How Do Oils Differ?

Oils are extracted from various seeds, nuts, kernels, and vegetables. Each is unique and contains different types and percentages of fatty acids, anti-oxidants, vitamins, phytochemicals, and minerals. 

Cold pressing is the best method to extract phytonutrients from seeds. It's the least destructive extraction method that protects the delicate phytochemicals. Generally, the best face oils are cold pressed.

Benefits of Using Oils on Your Face

The skin health benefits from using face oils are numerous. Phytochemicals are involved in fighting free radicals and possess potent anti-inflammatory properties. Many also have antibacterial and antifungal properties. Fatty acids (oleic acid, linoleic acid, stearic), tocopherols, vitamins (i.e., Vitamin A and C), and active substances, such as bakuchiol, ellagic acid, and anthocyanins work to produce visible benefits to your appearance. This makes them essential in your skin care routine.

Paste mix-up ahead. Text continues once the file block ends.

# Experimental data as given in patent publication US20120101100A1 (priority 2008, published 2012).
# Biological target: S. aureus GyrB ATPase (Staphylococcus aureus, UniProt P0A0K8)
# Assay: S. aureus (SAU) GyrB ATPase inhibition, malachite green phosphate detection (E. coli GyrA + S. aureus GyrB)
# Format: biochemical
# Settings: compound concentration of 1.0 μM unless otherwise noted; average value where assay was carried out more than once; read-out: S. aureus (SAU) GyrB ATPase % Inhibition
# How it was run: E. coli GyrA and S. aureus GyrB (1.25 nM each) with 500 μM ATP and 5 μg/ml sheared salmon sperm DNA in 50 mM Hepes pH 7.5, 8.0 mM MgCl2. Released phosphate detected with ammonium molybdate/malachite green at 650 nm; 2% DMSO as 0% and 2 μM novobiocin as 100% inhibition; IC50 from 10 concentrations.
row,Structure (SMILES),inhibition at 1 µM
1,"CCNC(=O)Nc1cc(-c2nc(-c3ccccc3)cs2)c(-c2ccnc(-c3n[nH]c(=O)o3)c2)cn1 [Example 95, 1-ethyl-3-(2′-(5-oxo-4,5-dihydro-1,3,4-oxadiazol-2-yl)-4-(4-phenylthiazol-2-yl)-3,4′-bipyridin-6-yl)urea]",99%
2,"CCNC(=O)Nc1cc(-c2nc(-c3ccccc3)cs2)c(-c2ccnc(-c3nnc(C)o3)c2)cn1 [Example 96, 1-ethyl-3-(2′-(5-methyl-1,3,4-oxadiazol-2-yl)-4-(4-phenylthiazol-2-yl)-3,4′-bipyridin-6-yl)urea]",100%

These are only a few of the many skin health benefits:

    • Locks in moisture and prevents water loss
    • Strengthens and repairs the skin barrier (which improves hydration)
    • Antioxidants protect from free radicals and environmental damage
    • Evens out skin tone and reduces discoloration
    • Brightens for a radiant glow
    • Enhances collagen production and improves elasticity which reduces the look of fine lines
    • Creates a dewy finish when used before foundation
    • Regulates your natural sebum production 
    • Reduces acne breakouts and blemishes (anti-inflammatory, anti-bacterial, anti-fungal properties)
    • Soothes sensitive skin

Do Facial Oils Clog Pores? 

The degree to which a carrier oil causes clogged pores can be classified according to a scale ranging from 0 (extremely unlikely) to 5 (likely). 

Oils with a rating of 0-1 are best for all skin types and should be the oils of choice if you have oily skin or are prone to acne. They are often referred to as “dry oils” because they are light and absorbs quickly. The chance of clogging pores is extremely low. 

Oils in the 2-3 range are best for people with normal, dry, or mature skin. They feel a bit heavier at first but will still absorb without leaving a greasy feel. Clogged pores are still unlikely for most people. 

Anything rated 4 and 5 should usually be avoided in face products. An example is coconut oil, which is great for your hands and body, but best avoided for your face.